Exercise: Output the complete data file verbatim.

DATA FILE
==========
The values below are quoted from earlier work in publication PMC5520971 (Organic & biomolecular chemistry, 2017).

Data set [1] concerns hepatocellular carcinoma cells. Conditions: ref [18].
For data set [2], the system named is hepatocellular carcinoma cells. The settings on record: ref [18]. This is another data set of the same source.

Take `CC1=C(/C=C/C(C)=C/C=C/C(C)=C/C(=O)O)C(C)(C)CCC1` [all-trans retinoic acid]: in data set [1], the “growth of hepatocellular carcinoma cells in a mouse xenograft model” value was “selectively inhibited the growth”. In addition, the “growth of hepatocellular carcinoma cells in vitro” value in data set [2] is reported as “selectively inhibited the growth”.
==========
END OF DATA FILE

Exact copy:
The values below are quoted from earlier work in publication PMC5520971 (Organic & biomolecular chemistry, 2017).

Data set [1] concerns hepatocellular carcinoma cells. Conditions: ref [18].
For data set [2], the system named is hepatocellular carcinoma cells. The settings on record: ref [18]. This is another data set of the same source.

Take `CC1=C(/C=C/C(C)=C/C=C/C(C)=C/C(=O)O)C(C)(C)CCC1` [all-trans retinoic acid]: in data set [1], the “growth of hepatocellular carcinoma cells in a mouse xenograft model” value was “selectively inhibited the growth”. In addition, the “growth of hepatocellular carcinoma cells in vitro” value in data set [2] is reported as “selectively inhibited the growth”.